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Summary:

Despite all their advertising, Vonage is a laggard and Skype is more synonymous with VoIP in the blogsphere, according to this very fine analysis. From December 2004 through May 2005 the Vonage mentions have stayed flat while Skype buzz is on the rise, much like VoIP […]

Despite all their advertising, Vonage is a laggard and Skype is more synonymous with VoIP in the blogsphere, according to this very fine analysis. From December 2004 through May 2005 the Vonage mentions have stayed flat while Skype buzz is on the rise, much like VoIP itself. I feel that bloggers, more often than not early adopters have either tried or gotten tired of Vonage, and feel that Skype is better value for money. Taping Skype-calls for podcasts is another hot new trend. Perhaps that explains the increased mentions of Skype in blogs. The writers question the logic of Vonage spending a ton of money on advertising and whether is it having any impact. Well it is something I have often wondered about, especially now that cable companies have finally got their act together?

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  1. couldn’t agree more with the blogpulse analysis of buzziness – see http://localglobe.blogspot.com/2005/06/skype-tracks-voip-in-blog-buzz.html

  2. Skype and Vonage are two different animals.

    Skype is a PC communicator: Voice, Text, File Transfers. It makes sense for the blabosphere to be enamored with it: pajama wearing, PC typing people *would* communicate this way.

    Vonage is a telephone replacement. It is marketed (heavily, I’d agree) as a means to reduce the monthly nut you dish out to your phone company. It works a lot like an enhanced telephone service and is available and used without a PC.

  3. Vonage may not need a PC, but it needs a high-speed connection, which is usually pretty close to the PC. I have a Skype phone plugged into my USB hub. It works like a phone. It looks like a phone. It rings like a phone. I get voice mail. I can dial a landline phone (with my SkypeOut account) and people with a POTS phone can call me on a landline number (with my SkypeIn account). Pretty darned close to a telephone replacement for me. In fact, I’m dumping my landline account and going 100% Skype and cell phone.

  4. Scott Wilkinson Tuesday, July 5, 2005

    I personally use both Skype and Vonage for different and distinct purposes.

    When I wanted a VoIP service that looked, smelled, and quacked like POTS, I chose Vonage. My family can use it, it works in every room in the house, and 911 *should* work.

    When I’m travelling – especially internationally – I use Skype. It’s just me in one room with a high speed connection and a computer, so a USB headset makes sense.

    Skype appeals to people who live next to or near their computer, understand the technology, and can live with one phone. Bloggers are these people.

    Vonage is attempting to appeal to part of America, who can generally set up the VCR, has several phones in the house, turns off the computer when it’s not in use, and doesn’t have the time to fiddle with technology. Those people are not bloggers – at least not usually very good ones.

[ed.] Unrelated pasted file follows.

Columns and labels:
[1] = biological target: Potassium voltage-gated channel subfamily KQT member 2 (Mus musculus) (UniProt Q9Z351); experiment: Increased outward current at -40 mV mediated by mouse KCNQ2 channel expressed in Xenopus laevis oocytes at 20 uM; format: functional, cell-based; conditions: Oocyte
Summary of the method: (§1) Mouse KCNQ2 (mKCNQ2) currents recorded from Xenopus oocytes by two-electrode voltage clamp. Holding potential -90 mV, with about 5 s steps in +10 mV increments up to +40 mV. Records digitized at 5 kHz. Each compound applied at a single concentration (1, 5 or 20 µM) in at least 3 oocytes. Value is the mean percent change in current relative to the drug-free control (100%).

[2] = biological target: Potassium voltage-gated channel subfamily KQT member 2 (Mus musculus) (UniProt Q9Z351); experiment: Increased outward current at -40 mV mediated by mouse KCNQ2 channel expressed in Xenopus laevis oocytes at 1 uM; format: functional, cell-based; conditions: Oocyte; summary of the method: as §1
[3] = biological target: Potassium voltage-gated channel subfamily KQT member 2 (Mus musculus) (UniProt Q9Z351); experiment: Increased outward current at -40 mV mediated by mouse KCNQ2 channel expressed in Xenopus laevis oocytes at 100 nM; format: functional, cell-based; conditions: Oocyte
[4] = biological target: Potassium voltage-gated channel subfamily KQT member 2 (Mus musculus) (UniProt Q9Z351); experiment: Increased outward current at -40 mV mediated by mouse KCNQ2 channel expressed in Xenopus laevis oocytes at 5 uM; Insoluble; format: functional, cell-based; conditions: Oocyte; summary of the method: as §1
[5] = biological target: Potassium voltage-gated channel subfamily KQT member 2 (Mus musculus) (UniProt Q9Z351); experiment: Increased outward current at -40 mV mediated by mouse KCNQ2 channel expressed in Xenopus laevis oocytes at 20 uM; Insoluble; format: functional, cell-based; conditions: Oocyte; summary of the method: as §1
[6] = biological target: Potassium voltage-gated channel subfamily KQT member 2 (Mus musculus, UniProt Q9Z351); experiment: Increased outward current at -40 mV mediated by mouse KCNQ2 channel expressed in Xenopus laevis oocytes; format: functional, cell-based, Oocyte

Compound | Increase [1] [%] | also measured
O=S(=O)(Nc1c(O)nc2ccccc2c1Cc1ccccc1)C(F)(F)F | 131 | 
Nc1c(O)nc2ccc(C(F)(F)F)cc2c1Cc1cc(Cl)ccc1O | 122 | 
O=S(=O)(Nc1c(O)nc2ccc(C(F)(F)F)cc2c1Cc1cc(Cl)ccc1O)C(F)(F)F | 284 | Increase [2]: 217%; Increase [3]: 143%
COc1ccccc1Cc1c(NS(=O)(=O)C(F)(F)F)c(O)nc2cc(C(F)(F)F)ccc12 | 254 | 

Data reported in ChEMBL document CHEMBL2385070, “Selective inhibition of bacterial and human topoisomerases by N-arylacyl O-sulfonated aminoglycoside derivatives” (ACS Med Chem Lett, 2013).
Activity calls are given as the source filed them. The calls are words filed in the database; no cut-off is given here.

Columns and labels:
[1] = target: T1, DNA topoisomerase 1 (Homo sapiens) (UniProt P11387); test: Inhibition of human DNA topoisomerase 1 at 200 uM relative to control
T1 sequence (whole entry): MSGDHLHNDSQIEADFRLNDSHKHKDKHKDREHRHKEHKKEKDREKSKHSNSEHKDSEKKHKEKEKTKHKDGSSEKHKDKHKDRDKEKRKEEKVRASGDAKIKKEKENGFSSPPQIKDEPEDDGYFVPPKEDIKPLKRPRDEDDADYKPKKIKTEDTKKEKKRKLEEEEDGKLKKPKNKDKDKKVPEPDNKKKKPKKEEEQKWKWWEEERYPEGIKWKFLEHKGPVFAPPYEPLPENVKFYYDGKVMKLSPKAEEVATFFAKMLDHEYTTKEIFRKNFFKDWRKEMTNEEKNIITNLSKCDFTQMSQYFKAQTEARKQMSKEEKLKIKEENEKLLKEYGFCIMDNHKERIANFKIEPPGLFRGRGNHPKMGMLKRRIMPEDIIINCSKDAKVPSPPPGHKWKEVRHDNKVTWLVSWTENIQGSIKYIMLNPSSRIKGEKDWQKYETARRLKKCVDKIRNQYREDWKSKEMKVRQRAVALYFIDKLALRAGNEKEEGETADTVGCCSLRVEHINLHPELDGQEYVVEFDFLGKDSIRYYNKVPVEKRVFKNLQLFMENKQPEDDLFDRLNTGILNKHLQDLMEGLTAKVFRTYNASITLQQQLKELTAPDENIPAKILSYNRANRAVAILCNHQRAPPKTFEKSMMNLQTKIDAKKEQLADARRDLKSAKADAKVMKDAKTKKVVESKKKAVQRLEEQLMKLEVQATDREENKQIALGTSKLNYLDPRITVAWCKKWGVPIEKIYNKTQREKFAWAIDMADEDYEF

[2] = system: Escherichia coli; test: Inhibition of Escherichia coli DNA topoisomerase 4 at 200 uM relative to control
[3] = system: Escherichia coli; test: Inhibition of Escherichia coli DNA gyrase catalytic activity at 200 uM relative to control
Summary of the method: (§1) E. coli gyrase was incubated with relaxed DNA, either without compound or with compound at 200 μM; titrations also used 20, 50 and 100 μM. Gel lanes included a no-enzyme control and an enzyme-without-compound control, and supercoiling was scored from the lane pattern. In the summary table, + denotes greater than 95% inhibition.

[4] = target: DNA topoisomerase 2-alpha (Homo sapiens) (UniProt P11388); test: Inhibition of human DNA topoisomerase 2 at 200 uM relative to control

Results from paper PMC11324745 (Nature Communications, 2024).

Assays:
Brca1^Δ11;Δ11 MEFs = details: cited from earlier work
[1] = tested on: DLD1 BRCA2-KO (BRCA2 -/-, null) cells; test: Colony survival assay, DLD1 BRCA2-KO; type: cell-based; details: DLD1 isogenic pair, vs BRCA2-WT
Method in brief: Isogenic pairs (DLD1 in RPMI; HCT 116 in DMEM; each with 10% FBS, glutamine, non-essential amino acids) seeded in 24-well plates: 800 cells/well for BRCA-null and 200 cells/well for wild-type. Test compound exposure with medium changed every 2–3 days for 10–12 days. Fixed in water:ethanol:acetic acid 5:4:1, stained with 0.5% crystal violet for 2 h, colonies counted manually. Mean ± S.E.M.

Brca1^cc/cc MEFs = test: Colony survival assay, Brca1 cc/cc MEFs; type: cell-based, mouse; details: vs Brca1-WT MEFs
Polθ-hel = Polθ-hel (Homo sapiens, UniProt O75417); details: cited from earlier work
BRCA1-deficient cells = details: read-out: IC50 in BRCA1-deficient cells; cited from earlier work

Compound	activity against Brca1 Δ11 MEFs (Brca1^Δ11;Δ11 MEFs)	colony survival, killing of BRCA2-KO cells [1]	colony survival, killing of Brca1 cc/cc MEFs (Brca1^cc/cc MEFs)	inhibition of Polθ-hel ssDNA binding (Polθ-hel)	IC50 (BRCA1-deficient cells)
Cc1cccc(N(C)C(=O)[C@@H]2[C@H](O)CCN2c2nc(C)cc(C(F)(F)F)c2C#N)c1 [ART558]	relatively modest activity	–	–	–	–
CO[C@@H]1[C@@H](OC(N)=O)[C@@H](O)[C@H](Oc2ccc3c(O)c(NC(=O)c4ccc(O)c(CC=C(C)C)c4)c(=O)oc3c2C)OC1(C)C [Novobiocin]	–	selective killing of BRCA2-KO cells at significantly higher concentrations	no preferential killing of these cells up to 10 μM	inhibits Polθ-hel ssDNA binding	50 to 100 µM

5. What telephone number do you give out? Your cell phone number or your SkypeIn number? Is your SkypeIn number a new number – or could you port your landline number to it?

    Don’t misjudge this: I think Skype is a fine application that works in a way that complements other activities of bloggers. And, for that reason, I think it gets hyped among bloggers more than Vonage (similar, in fact, to Apple). However, I think Vonage and Skype are different animals.

    I think Vonage has done a very job at being synonymous with broadband telephony.

  6. Skype Journal Wednesday, July 6, 2005

    Vonage Spending Not Working Apparently

    A pointer in Om’s blog took me to karnellKNOWLEDGE. It’s a great rant on how Vonage strategy for customer aquisition just doesn’t stack up. Maybe Vonage should offer a free softphone? It looks at Skype mentions in the blogosphere and contrasts the i…

  7. Keith Zimmerman Sunday, February 12, 2006

    I think Vonage has gone over the edge with respect to the effort put into their advertising vs. the effort placed in their services. I’ve been a Vonage customer for about a half year and have been satisified with the service. I also happen to be a hater of junk e-mail. I figure that any company that markets its services by randomly sending their junk over the internet is wasting a lot of people’s time and is a company of very low morals… The people that resort to sending junk e-mail belong in jail.
    About a month ago, I started to receive junk e-mail from a company that calls itself Vonage in their return e-mail address, but ID’s itself as “Rewards Overdrive” at the bottom of their e-mail. It is trying to sell me Vonage service which I already have. I tried to unsubscribe but continue to receive these junk e-mails. (and seemingly more) I attempted to get Vonage to contact Rewards Overdrive to have my e-mail address removed, but I quickly found that Vonage is not equipped to handle any service calls that don’t fall into one of the standard catagories that you can select after making several automated selections on their automated support system. The Bottom Line is: 1) Don’t buy Vonage services thru “Rewards Overdrive” – They are a sleezy outfit. 2) Be cautious selecting Vonage services. They’ve obviously dropped into a lower catagory of company that resorts to low marketing tactics and is not equipped to handle questions / problems that don’t fall into common, precise catagories.

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